For the classes I've missed I've been sticking to my FitMom DVD and her FitMom 101.
Since starting FitMom in the end of January I've lost 14 pds and 4 inches off everywhere! See my previous post here about why I chose FitMom and my personal struggle with weight loss.
I love that you can babywear when doing FitMom. Great for core strengthening.I have my waist in the high end of the 30's now and working on getting that smaller and it makes me a lot happier than the 43.5 inches I had when I first started.
But not only that is what I am really pleased about at my last FitMom class I had Andrea assess my Diastasis Recti. It has repaired!!!! No more ab separation!
Through exercise with FitMom exclusively and listening to Andrea I don't have ab separation anymore. Can I say that again? LOL! No more ab separation thanks to FitMom!!!!!
Have you heard of Diastasis Recti? Have you ever been assessed? I never knew of ab separation until I heard about it from a friend of mine who experienced it in her second pregnancy.
I asked Andrea Page of FitMom to tell you a little more about it, what you can do and prevention.
HOW DO A DIASTASIS ASSESSMENT
By Andrea Page, FitMom
To assess diastasis lie briefly on your back with legs bent feet flat on the ground. Then place finger tips of one hand behind their head and lift upper body of the ground as if doing a crunch.
You should place finger of other hand (FLAT) approximately at belly button with finger tips pointing towards your pubic bone. Apply a gentle pressure to identify the attachment area of the left and right sides of the rectus abdominus. In an early pregnant or non pregnant state you would identify one finger or less – this would be considered normal for this subject if it is a first time pregnancy. A second pregnancy may have residual undiagnosed /unrehabiltated diastasis. This is why regular assessment from the early stages of pregnancy helps with recognition.
HOW OFTEN SHOULD ASSESSMENT BE DONE?
FITMOM programming suggests an early (first trimester where possible) assessment. This should be done at a first meeting or first class with a client.
FIRST TRIMESTER – You should be assessed at the first meeting.
SECOND TRIMESTER – You should be assessed at the beginning of the second trimester (16-18 weeks) and then again at approximately 25 plus weeks. Increase frequency to every two weeks for women with two finger widths or more.
THIRD TRIMESTER – Minimum diastases check should be 3 times. Subject should be assessed every two weeks noting that in some clients this could be self assessment.
PREVENTION: WHAT CAN ONE DO TO LOWER THE RISK?
In the ideal world woman planning to get pregnant will have some lead time to prepare their body for pregnancy in every aspect. In terms of diastasis recti there a few things that can optimize the body for pregnancy thus limiting biomechanical stress. As the oblique’s are stabilizers it is preventative to ensure that women planning pregnancy or pregnant focus on strengthening them. Non twisting oblique’s once pregnant should be avoided as it stresses the connective tissue of the rectus abdominus. However prior to pregnancy you can include in a core stability program. During pregnancy as well as postpartum if you have been assessed with diastasis should engage in non twisting oblique in the saggital plane. A great explanation is to think of the oblique’s as a picture frame and the rectus abdominus as the picture. A stable frame will help protect the picture.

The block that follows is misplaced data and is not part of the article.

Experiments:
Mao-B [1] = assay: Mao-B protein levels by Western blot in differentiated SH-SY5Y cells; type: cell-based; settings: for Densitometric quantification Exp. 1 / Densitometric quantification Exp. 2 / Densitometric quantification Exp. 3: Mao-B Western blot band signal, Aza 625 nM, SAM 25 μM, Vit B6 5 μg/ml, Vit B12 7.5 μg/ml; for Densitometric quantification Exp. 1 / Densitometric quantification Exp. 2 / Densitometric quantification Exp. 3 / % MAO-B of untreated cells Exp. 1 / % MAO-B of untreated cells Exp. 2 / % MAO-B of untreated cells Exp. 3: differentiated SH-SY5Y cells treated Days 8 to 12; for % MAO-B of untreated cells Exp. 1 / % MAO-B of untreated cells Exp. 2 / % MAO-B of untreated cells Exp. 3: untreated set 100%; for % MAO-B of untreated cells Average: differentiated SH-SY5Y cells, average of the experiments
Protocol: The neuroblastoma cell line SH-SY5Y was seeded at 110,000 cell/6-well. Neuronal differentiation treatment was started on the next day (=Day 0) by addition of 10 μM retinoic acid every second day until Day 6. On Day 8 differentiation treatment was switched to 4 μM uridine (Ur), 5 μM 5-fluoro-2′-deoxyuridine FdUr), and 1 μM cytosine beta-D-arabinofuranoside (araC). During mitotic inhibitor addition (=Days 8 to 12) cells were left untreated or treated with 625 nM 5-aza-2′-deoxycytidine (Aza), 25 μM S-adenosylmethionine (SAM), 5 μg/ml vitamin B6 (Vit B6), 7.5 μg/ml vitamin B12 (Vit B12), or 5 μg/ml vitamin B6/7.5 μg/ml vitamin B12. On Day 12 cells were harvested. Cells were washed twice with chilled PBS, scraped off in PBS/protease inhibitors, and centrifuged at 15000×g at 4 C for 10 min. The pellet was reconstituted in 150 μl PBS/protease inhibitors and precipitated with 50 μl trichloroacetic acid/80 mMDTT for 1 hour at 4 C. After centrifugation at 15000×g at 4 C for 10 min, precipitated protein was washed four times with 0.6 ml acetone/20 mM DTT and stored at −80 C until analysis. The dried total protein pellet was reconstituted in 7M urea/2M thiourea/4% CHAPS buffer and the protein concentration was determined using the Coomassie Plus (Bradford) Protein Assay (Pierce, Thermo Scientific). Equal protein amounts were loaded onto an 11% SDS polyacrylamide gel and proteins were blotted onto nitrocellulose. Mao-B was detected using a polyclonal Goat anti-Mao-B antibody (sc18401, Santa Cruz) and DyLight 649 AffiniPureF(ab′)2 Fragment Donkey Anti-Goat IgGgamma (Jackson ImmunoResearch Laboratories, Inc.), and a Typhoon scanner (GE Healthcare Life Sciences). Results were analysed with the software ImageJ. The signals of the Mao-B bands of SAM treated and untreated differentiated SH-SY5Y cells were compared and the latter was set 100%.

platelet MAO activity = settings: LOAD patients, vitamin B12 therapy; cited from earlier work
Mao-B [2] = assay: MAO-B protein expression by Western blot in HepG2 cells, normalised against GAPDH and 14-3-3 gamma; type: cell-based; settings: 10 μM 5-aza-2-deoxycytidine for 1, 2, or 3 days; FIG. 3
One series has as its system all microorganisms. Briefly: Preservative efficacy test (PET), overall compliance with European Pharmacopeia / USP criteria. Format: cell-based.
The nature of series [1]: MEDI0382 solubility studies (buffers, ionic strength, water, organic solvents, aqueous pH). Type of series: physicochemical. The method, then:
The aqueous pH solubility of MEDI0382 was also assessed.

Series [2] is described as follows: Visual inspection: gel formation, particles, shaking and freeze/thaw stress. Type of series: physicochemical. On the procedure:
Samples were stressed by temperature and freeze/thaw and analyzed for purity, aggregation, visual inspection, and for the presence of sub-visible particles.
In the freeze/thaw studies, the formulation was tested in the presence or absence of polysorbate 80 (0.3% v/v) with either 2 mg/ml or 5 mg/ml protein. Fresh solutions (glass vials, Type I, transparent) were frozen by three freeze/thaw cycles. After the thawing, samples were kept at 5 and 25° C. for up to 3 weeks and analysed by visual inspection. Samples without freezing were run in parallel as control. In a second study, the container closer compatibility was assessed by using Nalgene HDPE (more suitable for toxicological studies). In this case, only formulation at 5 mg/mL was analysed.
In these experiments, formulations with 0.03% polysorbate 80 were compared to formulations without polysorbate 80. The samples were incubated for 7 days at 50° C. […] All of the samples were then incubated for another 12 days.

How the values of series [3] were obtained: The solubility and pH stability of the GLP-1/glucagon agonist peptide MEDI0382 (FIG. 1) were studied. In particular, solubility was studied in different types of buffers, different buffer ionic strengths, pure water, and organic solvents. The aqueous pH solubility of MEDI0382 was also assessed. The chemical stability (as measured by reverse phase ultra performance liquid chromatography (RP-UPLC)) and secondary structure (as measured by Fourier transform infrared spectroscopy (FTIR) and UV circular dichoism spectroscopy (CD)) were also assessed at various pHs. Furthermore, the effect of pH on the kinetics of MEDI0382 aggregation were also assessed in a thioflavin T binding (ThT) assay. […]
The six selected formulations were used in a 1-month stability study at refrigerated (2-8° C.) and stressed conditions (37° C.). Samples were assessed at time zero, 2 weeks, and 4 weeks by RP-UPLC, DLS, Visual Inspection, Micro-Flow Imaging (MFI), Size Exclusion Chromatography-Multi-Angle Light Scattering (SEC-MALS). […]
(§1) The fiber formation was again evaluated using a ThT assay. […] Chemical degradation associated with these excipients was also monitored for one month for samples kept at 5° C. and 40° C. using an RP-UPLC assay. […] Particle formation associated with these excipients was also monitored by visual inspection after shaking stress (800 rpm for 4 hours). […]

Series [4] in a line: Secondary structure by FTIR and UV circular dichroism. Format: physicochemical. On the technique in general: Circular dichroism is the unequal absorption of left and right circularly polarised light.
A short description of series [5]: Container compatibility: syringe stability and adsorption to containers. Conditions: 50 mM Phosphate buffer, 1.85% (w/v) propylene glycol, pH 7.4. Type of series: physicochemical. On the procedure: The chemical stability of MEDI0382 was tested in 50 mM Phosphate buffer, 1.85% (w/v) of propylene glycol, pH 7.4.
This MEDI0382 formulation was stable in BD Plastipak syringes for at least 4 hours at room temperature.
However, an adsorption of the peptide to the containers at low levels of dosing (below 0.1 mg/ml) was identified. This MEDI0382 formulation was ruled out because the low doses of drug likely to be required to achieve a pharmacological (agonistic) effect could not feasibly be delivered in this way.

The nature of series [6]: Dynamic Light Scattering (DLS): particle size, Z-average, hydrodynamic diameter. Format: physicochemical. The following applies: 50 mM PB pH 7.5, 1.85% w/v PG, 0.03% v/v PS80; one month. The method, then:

Unsupported lengthening phases: Regular concentric /eccentric abdominals can continue before 1-2 finger width postpartum. Splinting (manual/or towel based) will minimize aggravating the ligamentus tissue that attaches the left and right side of the rectus abdominus.
REHABILITATION: IF A WOMAN HAS A COMPLETE OR PARTIAL SEPARATION WHAT CAN AND SHOULD BE DONE?
In many cases a diastasis or opening will correct itself postpartum. However assumptions should not be made and postpartum woman should be reassessed before resuming regular abdominal work. In severe cases where complete separation has occurred surgery may be necessary. Where complete separation has occurred the long term implications are far from desirable. Separated abdominals leave the organs (uterus, bladder etc) generally supported by the abdominals vulnerable to prolapse in the near or late future depending on severity. This of course can be aggravated by traumatic vaginal births further contributing to lack of support. Getting this diagnosis can still be difficult. Many caregivers do not check for abdominal separation still today. Encourage clients to request this and get second opinions as often caregivers in a rush misdiagnosis or minimize the importance of proper direction around this condition.
Low to minimal risk separation = 1-3 fingers widths.
Moderate to minimal risk = 2-3 finger widths.
High Risk = 4 finger widths.
So there you have it moms. I hope you'll look into this and consider doing FitMom yourself. If you can't get out, get her DVD's, get her online support and have your own personal trainer with you helping you repair your diastasis recti, lose weight and feel great. If you leave it ignored you are only going to regret it so and suffer from back pain as well. That's just one of the side effects.
See all my posts here.
Thank You Andrea! FitMom is AWESOME!!!!
Charlie doing push ups with me at FitMom!